Ever wonder how Hopkins, now a bustling Twin Cities suburb, became known as the Raspberry Capital of the World? Why is there an annual festival of raspberries? Where did the raspberries go?

The Hopkins Historical Society, in partnership with the Hopkins Raspberry Association, has set out to answer those questions as part of the exhibit Raspberries, Parades and Royalty: 85 years of Hopkins Raspberry Festival.

The exhibit will be on display throughout the festival, July 12-20, at the future home of the Hopkins History Center, the former Albert Pike Masonic Lodge, located at 907 Mainstreet.

The exhibit will highlight the history of a once-booming raspberry farming community and how a grandiose festival came to be in the midst of the Great Depression.

“The growing of raspberries was a major industry in Hopkins,” said Mary Romportl, a historical society volunteer who has been working on the exhibit.

“About 1880, two of the Czech farmers (the Empanger brothers) were coming back from the market in Minneapolis, and a St. Louis Park farmer gave them some raspberry bushes.”

That’s how it all began.

Ten years later, a number of other farmers took interest in the farming of raspberries, including John Feltl, who came up with ways to winter raspberries, since the earliest varieties were not hardy enough to tolerate the cold climate.

Hopkins became the market town for the surrounding townships, including Minnetonka, Eden Prairie and Edina, explained Romportl.

It became an entire industry in Hopkins, so big that 86 train box cars full of raspberries were shipped out in one year.

“That’s a lot of raspberries,” said John Cooley, president of the Hopkins Historical Society.

The city developed the moniker of raspberry capital during the Great Depression, as the depression brought hard times for the farmers and businesses on Mainstreet.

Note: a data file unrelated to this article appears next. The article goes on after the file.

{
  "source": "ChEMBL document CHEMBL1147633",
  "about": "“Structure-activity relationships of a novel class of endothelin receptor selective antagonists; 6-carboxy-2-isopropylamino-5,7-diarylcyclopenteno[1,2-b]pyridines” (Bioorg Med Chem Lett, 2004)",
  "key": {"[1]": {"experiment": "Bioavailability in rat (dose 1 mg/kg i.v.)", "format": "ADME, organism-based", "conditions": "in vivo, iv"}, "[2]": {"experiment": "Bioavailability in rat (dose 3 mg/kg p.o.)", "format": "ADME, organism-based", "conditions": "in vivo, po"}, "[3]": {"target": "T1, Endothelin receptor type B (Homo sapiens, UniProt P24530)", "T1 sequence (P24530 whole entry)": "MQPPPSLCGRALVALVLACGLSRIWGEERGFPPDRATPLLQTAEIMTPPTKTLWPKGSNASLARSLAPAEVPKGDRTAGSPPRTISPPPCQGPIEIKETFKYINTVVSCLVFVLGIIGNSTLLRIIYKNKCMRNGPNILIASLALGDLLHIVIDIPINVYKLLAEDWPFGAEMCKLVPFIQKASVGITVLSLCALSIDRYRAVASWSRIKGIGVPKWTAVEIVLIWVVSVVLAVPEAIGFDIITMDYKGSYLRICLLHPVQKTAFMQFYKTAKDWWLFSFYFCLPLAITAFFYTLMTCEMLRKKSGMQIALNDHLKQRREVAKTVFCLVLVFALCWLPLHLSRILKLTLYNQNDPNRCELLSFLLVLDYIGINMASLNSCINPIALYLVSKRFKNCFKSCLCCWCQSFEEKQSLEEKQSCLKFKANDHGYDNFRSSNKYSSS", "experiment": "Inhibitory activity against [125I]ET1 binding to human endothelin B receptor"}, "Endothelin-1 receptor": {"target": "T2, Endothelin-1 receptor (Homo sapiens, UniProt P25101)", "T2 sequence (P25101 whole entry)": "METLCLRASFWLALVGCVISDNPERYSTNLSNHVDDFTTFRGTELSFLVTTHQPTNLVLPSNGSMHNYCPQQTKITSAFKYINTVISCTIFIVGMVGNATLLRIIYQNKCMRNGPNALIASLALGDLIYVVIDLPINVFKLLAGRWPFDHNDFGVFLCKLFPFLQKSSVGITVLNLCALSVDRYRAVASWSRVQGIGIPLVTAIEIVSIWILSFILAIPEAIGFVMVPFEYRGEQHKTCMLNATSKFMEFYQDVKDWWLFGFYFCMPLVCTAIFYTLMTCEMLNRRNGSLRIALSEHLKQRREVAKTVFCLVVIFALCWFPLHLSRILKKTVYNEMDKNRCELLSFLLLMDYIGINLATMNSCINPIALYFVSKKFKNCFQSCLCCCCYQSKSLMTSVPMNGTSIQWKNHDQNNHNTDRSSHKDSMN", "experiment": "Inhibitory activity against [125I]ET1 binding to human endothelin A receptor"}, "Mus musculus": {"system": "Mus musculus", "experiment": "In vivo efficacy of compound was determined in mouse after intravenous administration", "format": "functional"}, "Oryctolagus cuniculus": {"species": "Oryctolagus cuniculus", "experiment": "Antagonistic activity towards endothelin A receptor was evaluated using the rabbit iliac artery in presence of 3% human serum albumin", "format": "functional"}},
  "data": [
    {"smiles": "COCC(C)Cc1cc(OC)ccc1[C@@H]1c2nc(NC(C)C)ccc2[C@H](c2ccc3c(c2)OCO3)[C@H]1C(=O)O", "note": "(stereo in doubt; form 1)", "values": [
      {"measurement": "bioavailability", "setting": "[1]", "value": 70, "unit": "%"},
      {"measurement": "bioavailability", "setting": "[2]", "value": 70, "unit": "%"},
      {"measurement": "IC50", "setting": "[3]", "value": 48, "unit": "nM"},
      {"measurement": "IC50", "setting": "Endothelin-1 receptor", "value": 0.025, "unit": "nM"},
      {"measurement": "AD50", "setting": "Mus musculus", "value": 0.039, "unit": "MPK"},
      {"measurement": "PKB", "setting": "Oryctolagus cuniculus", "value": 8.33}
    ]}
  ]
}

“The business leaders had been casting about trying to come up with a way to promote all that Hopkins had to offer,” Cooley said. “And in 1935, a local grocery store owner suggested raspberries as a theme” to celebrate the town’s main crop through a free community festival.

The first-ever Raspberry Day took place July 21, 1935, and was organized by the Hopkins Civic and Commerce Association. That launched a 85-year tradition, even surpassing the estimated success of the inaugural event.

With three weeks of planning and a $350 budget, more than 25,000 people attended the festival in Downtown Park. The committee’s goal was 15,000 attendees.

“They were coming from all over,” said Romportl.

The Minneapolis mayor even issued a proclamation urging residents to “motor to Hopkins Sunday” for Raspberry Day.

Farmers set up on the sidewalks of Mainstreet and sold 500 crates of raspberries that first year.

“It was a tremendous success,” Cooley added.

The next year was also a success as 20,000 cups of raspberries and cream were given out.

“And that was also the year that they air expressed a case of raspberries to President Franklin D. Roosevelt,” Romportl said. “They were big into promotion,” she said, noting part of that was because the editor and publisher of the Hennepin County Review, James Markham, was in charge of the festival.

The exhibit will elaborate on the history of the raspberry farmers, the parade and festival royalty through images, artifacts and narratives. There will also be film footage from the 1955 parade.

Visitors will also be able to purchase greeting cards, the Hopkins history book, “Hopkins Through the Years,” and Hopkins T-shirts.

The free exhibit opens 4-8 p.m. Friday, July 12. Hours will be 10 a.m. to 4 p.m. Saturday, July 13; 11 a.m. to 3 p.m. Sunday, July 14; 4-8 p.m. Tuesday, July 16 through Thursday, July 18; 4-9 p.m. Friday, July 19; and 9 a.m. to 4 p.m. Saturday, July 20.

The exhibit will also be an opportunity for visitors to see the future home of the Hopkins History Center. After funding is secured and remodeling is completed, the historical society will move operations from the Hopkins Activity Center. Until then, attendees are advised that the history center requires the use of stairs.

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Kristen Miller is the community editor for the Sun Sailor, covering the communities of Plymouth and Hopkins. Email story ideas to kristen.miller@ecm-inc.com

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